These choices seem to indicate a desire to be taken seriously, to validate himself as an artist that can appeal to all corners of culture. The Styles showcased in Another Man is an ethereal aesthete, an old soul, a highly intelligent and creative being with a carefully measured voice and vision, someone who immediately bewitches everyone who ever meets him. Today’s release of “Sign of the Times” demonstrates a slightly different side of Styles. Unsurprisingly to anyone who knows anything about Styles’ personal life — I don’t mean the women the tabloids claim he’s dating, I mean his real personal life — he’s given the single’s worldwide first play, and his only in depth interview, to longtime friend Nick Grimshaw, host of the BBC’s Radio 1 Breakfast Show.

While premiering a debut single on the biggest radio show in your home country may simply sound like good business, it packs more of an emotional punch than that. Styles and Grimshaw have been extremely close since before either of them was a household name. After meeting in 2011, Styles joined Grimshaw’s social circle and was accepted as part of the one of the coolest and most media-savvy cliques in London society — a gang that includes Alexa Chung, Florence Welch, and fashion designer Henry Holland. Not your typical boyband crowd. When Styles based himself in London, he and Grimshaw were inseparable. Styles was present in the studio for the final free-for-all of Grimshaw’s graveyard shift radio show – revealing on air that he’s often sat in before, but wasn’t allowed to speak on the microphone — and he was also one of the celebrities involved in the promotional campaign welcoming Grimmy to the country’s top radio job.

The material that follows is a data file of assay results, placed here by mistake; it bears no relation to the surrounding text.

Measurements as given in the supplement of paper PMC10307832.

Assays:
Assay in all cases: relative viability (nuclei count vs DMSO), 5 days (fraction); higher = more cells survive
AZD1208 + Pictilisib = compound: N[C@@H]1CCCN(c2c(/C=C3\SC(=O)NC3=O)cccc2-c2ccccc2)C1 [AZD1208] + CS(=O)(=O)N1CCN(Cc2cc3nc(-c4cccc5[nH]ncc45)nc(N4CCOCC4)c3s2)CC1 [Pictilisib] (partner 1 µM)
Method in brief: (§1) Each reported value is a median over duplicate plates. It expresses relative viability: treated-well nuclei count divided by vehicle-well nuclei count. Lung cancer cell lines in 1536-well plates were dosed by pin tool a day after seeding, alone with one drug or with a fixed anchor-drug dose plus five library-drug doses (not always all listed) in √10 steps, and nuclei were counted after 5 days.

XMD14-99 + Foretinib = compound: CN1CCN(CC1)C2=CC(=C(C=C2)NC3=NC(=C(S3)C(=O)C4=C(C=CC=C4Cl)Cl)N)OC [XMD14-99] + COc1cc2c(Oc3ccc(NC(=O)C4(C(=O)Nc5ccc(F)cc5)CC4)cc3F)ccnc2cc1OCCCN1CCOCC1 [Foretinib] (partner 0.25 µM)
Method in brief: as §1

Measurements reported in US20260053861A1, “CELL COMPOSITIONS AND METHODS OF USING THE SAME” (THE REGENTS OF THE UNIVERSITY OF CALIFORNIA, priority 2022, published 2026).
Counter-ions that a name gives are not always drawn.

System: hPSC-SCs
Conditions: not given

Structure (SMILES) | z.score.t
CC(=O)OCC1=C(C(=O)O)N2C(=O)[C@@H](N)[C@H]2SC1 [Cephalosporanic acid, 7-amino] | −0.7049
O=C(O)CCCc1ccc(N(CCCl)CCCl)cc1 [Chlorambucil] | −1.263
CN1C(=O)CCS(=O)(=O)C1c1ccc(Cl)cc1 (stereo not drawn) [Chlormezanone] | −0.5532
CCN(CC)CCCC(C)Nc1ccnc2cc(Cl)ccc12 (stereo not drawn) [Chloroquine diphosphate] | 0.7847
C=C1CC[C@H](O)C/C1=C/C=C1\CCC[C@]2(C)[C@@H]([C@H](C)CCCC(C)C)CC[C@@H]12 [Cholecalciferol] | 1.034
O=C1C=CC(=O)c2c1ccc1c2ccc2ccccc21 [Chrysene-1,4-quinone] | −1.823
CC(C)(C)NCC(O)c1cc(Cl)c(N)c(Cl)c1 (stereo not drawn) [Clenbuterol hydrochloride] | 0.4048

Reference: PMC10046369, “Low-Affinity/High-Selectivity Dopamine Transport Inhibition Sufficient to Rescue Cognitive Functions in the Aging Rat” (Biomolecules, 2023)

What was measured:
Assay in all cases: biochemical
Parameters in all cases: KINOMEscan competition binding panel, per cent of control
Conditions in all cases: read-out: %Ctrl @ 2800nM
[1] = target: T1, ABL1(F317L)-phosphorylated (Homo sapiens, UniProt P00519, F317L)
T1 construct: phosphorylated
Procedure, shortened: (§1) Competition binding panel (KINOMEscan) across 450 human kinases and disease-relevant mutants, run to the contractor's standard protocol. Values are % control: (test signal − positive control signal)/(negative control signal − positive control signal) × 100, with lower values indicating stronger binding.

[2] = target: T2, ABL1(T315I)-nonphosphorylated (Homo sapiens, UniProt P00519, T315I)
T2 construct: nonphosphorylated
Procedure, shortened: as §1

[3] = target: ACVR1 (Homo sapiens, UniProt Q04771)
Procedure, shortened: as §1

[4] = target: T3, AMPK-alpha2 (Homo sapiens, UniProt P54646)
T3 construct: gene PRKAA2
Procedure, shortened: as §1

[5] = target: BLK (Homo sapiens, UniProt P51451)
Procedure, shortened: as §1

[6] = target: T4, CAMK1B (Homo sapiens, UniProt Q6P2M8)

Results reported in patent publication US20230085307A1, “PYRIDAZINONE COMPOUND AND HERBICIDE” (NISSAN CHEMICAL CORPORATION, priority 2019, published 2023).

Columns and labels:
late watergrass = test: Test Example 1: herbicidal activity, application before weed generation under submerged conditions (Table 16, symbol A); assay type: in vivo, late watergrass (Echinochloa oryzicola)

As Britain’s biggest popstar and most prominent radio host, they’ve, of course, interacted in an official capacity — Styles co-hosting with Grimshaw for Radio 1’s One Direction Takeover, and Grimshaw interviewing three-fifths of 1D surrounding the release of their movie. Their professional interviews tend to dissolve into giggles, a series of personal in-jokes, or anecdotes about their friends and parents — yes, they’re friends with each other’s parents, and Styles has spent Christmas with the Grimshaws in the past — and they’ve also appeared on the radio together slightly less professionally, including a memorable morning after the 2013 Brit Awards, in which Grimshaw, Styles and an assorted motley crew rocked up to the BBC studios still drunk, having not yet gone to bed. They’ve been photographed together doing everything from attending fashion shows to shopping for groceries. Tumblr has even documented a history of the pair sharing clothes.